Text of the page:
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Penguins ship Sprong back to AHL

A look at why the Penguins sent Daniel Sprong back to the AHL yesterday and why it’s not the end of the world for the player or the team

Pittsburgh Penguins v Anaheim Ducks

”One of the hardest things for a young player is sustaining the level of intensity and the level of play game in and game out,” coach Mike Sullivan said. “We thought, in the last game that [he] played, he didn’t have quite the sustained performance that he’d shown in the first handful of games that he played.

”By no means are we discouraged by it. I think it’s just part of the process that young players go through. Just the opposite. We’re ecstatic with what he’s brought to the table so far. We know he’s a very good player and he’s only going to get better.”

That Mike Sullivan quote didn’t come from today, but it sounds like it probably could have. Sullivan said the above on December 1st, 2016 and he was talking about Jake Guentzel, but his words can apply largely to Daniel Sprong - who was sent down to the AHL yesterday after being benched in the 3rd period of the game against the Ducks and scratched for the last two games.

Sprong scored 3 points in 8 NHL games, with all the points coming on January 5th against the Islanders. Going scoreless in 7 of 8 games isn’t a luxury a young scoring winger has, though to this eye Sprong didn’t look as poor as his reputation suggested away from the puck.

He was fine, but to Sullivan’s quote about a young player “sustaining performance”, of Sprong’s 22 shots on goal in the 8 games, he only recorded 5 shots in the final 4 games he played. It would have been difficult to sustain 4+ shots/game like Sprong did when he started in his first 4 NHL games of this season, however the drop-off displayed in shots was drastic. And surely the coaching staff was looking at more metrics than that, and found Sprong’s overall performance to have dipped a bit.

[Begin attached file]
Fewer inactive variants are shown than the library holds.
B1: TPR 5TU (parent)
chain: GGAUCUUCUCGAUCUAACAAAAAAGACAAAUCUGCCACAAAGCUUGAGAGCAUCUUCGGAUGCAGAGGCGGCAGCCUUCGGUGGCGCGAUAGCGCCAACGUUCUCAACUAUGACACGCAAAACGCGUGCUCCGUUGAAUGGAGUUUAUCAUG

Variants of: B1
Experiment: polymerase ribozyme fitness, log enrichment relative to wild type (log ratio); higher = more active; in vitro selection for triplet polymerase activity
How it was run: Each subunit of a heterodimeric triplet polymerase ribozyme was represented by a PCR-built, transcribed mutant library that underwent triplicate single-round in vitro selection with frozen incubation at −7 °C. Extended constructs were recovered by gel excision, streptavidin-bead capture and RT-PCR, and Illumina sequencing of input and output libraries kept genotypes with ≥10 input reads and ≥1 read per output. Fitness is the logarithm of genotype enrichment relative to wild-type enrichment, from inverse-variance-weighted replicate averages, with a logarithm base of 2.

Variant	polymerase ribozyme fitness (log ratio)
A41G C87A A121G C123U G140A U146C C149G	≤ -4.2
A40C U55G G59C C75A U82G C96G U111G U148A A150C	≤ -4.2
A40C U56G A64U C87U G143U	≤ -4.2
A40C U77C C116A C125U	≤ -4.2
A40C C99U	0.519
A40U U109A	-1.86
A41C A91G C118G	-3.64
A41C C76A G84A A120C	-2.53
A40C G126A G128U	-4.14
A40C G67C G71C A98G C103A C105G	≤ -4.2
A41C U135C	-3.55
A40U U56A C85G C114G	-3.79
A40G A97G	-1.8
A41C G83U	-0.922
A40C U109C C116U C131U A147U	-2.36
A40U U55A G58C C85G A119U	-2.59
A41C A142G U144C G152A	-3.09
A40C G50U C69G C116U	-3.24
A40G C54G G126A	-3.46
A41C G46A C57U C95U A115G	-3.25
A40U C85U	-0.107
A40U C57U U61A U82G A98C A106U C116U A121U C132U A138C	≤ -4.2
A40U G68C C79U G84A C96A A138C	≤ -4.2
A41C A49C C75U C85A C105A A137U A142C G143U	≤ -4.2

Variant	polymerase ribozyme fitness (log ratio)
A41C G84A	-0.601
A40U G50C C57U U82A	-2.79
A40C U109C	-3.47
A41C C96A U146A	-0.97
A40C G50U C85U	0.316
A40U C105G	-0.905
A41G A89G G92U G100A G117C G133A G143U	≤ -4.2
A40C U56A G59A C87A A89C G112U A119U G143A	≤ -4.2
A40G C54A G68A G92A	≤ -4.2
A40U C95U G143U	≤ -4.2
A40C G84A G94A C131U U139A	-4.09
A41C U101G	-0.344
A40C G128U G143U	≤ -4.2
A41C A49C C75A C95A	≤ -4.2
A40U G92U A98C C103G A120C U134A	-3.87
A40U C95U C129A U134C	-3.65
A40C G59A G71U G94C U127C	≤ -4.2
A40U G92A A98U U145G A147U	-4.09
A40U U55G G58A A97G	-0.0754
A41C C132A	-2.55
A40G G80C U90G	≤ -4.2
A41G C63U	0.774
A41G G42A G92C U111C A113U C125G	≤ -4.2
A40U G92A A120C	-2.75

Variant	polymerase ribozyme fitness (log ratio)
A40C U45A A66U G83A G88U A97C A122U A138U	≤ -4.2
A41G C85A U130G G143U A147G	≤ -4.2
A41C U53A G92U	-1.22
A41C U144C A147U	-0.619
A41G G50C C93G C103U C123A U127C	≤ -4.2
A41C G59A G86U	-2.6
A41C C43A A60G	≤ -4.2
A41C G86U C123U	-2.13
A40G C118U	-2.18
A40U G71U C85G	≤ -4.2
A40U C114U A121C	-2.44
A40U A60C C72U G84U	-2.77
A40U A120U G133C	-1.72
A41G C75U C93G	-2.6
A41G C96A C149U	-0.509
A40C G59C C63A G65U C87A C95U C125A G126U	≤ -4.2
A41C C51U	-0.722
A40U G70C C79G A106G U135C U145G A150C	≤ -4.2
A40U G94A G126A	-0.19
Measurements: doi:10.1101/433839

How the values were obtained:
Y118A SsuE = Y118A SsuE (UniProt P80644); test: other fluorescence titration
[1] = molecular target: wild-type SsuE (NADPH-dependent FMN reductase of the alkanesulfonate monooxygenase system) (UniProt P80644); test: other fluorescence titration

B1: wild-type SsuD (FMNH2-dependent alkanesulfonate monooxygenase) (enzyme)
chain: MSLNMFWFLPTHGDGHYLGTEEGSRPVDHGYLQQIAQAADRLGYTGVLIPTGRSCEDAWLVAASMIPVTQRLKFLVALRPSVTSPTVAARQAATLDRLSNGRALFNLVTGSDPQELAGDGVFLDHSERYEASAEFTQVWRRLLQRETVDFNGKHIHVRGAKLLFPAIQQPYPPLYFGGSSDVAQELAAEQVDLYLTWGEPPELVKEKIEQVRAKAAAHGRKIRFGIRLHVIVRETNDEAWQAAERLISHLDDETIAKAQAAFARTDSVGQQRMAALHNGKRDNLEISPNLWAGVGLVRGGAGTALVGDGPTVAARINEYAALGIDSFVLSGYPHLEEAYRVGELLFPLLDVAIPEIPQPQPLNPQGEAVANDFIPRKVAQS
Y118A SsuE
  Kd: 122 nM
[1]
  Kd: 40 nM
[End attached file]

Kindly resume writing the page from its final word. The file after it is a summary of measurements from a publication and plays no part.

And here’s something we said about Guentzel that applies a lot to Sprong too.

In a lot of ways, when you score 2 goals in your first ever NHL period like Guentzel did, there’s no where to really go but down in your performance, scoring just two points in his last four games and turning into a sub 12-minute a night player along the way.

Guentzel’s future is bright, but the vets in Hagelin and Kunitz have the coach’s trust, they’ve proved to be good options positionally, generally make good plays with the puck and add to the play in ways a rookie like Guentzel can’t do consistently. Coaches love consistency and knowing what they’re going to get from players. It’s not Guentzel’s fault he’s a rookie, but it will be very critical for him to have the type of performance that Sullivan will want to see. Surely the coaches will be watching very carefully.

This season, Sprong is in a similar boat at right wing. Phil Kessel and Patric Hornqvist are lineup impediments for Sprong, as is Bryan Rust who was cleared for full contact practice yesterday and felt “great” afterwards and could play as soon as tonight. Add in Conor Sheary and Guentzel having RW capability as well and Sprong’s easiest path to the lineup this season might be an injury.

However, his challenge now is to take this team-imposed adversity in stride. Hopefully Sprong will respond like Guentzel did last season when he was re-assigned to the AHL and continue to be a productive and dominant player in Wilkes-Barre. If Sprong does that, he will be back in Pittsburgh sooner than later.

Until then, this demotion isn’t much more than a team getting healthier with the return of Rust, and a young player in Sprong whose game quite frankly probably did drop off a bit in the latter games he got. Not the biggest deal in the world, but such is the uneven and unsteady progression from prospect to NHL regular.